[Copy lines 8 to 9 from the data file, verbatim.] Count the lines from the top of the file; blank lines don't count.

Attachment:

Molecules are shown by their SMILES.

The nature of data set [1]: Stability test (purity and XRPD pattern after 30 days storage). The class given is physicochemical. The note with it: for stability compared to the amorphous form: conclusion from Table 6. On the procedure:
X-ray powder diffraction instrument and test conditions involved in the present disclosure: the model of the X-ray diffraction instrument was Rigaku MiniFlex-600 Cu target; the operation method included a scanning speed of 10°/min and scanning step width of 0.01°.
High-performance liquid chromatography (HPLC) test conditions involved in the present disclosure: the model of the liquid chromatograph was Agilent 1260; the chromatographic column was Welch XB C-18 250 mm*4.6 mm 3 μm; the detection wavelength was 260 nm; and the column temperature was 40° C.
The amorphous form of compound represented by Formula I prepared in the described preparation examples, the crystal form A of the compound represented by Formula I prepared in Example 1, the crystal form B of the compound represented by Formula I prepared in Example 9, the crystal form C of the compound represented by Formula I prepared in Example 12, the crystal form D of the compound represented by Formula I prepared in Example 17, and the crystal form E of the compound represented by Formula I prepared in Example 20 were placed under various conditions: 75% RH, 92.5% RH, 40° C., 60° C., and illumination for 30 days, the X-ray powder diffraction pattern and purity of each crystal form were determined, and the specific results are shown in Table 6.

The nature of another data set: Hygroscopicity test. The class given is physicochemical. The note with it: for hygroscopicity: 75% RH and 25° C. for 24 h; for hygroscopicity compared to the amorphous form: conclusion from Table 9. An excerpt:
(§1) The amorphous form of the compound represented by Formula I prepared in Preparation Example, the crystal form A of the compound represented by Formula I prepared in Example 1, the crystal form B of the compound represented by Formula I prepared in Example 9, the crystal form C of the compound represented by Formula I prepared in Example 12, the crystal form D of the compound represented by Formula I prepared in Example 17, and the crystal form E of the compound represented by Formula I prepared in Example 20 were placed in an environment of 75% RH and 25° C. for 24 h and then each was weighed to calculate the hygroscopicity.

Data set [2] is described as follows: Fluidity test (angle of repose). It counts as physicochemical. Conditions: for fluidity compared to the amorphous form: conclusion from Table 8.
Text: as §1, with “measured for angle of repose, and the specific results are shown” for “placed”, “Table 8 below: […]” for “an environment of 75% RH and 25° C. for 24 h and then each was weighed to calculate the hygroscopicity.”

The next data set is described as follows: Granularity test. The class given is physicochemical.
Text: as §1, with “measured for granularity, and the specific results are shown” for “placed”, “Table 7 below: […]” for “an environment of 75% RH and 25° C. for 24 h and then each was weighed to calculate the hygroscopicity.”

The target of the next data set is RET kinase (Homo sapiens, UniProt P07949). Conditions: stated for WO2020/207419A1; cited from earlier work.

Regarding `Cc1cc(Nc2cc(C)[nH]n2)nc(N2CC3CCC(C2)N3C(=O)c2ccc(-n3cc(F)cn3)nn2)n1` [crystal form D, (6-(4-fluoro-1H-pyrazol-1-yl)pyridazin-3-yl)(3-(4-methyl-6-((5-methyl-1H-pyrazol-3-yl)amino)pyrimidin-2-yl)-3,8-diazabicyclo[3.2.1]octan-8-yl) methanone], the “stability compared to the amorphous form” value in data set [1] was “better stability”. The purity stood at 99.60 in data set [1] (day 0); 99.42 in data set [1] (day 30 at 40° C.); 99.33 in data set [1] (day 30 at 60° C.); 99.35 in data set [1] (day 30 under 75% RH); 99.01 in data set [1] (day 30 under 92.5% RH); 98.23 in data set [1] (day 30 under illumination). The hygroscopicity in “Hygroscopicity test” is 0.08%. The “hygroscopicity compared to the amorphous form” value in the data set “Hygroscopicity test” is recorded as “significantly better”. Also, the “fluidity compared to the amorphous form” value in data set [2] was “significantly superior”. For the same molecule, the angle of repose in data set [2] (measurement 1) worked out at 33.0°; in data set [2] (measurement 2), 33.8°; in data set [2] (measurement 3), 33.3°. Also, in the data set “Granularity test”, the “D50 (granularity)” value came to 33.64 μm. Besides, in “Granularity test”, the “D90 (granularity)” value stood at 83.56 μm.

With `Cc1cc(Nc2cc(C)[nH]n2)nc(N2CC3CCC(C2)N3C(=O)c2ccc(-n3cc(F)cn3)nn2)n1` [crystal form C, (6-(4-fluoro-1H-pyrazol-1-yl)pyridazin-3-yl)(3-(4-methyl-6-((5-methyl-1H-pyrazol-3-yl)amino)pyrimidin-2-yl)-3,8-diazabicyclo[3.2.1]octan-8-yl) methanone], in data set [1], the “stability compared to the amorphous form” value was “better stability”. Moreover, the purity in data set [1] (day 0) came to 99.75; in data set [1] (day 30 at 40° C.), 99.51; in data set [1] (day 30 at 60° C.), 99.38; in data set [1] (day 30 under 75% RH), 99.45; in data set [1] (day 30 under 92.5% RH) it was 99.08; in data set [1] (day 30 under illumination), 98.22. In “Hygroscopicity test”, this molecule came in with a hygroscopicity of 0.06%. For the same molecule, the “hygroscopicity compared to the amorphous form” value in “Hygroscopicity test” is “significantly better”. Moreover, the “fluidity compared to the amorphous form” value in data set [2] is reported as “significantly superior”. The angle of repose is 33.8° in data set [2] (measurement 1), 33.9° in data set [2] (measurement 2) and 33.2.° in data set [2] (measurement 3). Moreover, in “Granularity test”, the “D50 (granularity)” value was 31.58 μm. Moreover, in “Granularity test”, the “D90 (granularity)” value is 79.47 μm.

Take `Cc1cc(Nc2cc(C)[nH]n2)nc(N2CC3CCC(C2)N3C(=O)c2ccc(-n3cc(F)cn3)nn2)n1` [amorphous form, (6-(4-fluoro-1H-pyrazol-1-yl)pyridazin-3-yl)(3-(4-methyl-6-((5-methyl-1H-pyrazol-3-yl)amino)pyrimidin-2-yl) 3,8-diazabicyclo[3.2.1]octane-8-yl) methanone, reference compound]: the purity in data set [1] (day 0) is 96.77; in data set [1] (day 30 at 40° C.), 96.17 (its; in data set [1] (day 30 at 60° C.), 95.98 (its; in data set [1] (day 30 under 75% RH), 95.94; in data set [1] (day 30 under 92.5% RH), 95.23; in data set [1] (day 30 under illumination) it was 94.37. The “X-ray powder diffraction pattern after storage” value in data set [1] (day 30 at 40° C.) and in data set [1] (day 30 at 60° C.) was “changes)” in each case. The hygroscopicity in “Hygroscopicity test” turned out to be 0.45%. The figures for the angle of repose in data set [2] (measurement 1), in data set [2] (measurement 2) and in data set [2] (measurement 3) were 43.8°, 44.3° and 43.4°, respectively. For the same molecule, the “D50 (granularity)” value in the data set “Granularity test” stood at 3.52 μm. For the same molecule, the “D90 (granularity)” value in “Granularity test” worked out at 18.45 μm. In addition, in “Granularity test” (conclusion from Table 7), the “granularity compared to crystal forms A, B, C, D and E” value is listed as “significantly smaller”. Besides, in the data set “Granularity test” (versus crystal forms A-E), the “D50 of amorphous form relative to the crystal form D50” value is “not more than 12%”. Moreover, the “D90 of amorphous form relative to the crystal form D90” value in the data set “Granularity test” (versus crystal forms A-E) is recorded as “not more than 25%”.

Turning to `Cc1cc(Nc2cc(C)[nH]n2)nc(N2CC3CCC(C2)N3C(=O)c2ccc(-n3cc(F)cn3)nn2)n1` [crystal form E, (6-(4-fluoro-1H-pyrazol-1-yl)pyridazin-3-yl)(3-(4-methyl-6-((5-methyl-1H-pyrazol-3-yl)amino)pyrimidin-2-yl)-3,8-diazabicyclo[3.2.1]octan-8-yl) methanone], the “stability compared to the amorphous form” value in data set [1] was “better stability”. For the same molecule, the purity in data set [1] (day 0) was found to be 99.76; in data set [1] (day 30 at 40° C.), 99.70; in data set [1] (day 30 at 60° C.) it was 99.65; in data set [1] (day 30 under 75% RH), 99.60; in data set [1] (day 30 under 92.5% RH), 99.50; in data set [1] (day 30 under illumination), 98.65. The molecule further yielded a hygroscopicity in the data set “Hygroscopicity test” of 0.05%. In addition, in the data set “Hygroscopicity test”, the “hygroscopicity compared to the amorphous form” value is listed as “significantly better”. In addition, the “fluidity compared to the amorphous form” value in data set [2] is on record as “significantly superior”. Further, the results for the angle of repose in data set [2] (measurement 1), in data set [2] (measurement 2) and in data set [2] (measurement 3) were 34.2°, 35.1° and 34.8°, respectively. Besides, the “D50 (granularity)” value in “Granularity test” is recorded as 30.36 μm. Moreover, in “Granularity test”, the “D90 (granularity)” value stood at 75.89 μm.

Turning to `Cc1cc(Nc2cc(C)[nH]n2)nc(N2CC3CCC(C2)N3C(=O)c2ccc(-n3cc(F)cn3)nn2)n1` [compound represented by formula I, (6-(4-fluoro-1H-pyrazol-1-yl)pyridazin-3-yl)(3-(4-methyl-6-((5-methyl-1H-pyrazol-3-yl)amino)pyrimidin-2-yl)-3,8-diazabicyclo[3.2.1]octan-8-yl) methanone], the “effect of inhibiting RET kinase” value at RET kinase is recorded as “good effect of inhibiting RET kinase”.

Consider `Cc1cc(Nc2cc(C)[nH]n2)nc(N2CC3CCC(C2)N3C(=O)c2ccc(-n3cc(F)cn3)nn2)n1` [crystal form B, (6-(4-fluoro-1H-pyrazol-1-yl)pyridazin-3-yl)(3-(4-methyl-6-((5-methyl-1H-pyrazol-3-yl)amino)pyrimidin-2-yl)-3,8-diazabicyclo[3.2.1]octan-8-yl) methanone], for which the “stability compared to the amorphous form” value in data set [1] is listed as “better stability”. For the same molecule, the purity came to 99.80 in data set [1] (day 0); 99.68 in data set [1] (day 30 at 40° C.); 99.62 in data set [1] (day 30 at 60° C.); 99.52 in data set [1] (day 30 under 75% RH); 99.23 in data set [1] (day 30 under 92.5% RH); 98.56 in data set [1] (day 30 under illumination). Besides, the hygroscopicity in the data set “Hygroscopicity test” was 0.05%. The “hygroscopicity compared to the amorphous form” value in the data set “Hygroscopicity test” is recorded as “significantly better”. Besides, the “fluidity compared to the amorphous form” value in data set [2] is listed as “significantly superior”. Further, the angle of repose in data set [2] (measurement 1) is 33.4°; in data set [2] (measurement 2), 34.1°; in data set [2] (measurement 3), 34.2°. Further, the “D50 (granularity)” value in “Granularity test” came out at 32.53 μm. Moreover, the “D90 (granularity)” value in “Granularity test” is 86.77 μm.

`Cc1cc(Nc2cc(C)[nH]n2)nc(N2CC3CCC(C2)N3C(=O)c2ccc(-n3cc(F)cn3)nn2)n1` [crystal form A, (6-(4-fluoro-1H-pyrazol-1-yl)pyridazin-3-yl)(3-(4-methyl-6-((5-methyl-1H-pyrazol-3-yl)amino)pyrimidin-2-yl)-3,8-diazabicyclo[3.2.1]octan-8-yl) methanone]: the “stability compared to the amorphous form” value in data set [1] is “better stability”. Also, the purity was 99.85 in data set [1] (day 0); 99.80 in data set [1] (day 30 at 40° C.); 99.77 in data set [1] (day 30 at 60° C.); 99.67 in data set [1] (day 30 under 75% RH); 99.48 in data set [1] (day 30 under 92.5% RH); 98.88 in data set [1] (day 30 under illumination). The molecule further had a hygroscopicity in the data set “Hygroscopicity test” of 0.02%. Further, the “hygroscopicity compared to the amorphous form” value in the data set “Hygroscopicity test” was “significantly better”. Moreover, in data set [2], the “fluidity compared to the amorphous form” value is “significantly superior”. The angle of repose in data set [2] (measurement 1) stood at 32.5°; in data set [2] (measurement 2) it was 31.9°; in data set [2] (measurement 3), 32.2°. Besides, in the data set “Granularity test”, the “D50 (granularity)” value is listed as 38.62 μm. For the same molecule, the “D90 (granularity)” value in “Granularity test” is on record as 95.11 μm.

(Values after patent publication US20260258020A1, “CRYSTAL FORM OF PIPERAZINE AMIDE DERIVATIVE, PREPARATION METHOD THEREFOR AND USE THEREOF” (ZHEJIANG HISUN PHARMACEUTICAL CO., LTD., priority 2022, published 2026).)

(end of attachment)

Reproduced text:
Data set [2] is described as follows: Fluidity test (angle of repose). It counts as physicochemical. Conditions: for fluidity compared to the amorphous form: conclusion from Table 8.
Text: as §1, with “measured for angle of repose, and the specific results are shown” for “placed”, “Table 8 below: […]” for “an environment of 75% RH and 25° C. for 24 h and then each was weighed to calculate the hygroscopicity.”